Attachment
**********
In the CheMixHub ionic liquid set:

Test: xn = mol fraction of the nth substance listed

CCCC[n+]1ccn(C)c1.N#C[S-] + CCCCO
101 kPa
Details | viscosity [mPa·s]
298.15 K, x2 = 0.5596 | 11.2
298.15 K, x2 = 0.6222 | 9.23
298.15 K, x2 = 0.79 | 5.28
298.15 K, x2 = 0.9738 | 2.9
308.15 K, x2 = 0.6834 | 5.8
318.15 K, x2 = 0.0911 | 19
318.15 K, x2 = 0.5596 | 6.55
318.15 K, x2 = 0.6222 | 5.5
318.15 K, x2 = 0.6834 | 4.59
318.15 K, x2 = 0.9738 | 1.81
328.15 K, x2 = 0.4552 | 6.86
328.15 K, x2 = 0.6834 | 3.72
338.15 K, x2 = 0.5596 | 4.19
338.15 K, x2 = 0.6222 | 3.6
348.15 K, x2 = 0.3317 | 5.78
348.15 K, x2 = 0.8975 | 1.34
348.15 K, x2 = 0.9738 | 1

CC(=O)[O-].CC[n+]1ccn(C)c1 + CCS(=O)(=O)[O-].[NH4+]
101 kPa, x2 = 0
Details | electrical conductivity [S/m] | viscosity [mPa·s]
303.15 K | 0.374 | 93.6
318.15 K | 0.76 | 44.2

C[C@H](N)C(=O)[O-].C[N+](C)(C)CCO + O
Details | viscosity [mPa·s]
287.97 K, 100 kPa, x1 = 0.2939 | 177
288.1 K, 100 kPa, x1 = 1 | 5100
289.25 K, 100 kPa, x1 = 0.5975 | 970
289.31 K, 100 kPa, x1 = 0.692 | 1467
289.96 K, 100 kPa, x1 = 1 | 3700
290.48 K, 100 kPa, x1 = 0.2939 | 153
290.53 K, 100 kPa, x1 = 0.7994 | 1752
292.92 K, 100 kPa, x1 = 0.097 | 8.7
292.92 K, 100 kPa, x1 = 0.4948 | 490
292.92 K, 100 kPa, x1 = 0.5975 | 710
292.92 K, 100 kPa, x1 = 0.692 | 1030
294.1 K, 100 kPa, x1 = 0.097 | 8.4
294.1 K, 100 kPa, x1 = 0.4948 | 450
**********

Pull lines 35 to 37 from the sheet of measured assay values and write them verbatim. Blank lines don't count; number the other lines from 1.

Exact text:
290.48 K, 100 kPa, x1 = 0.2939 | 153
290.53 K, 100 kPa, x1 = 0.7994 | 1752
292.92 K, 100 kPa, x1 = 0.097 | 8.7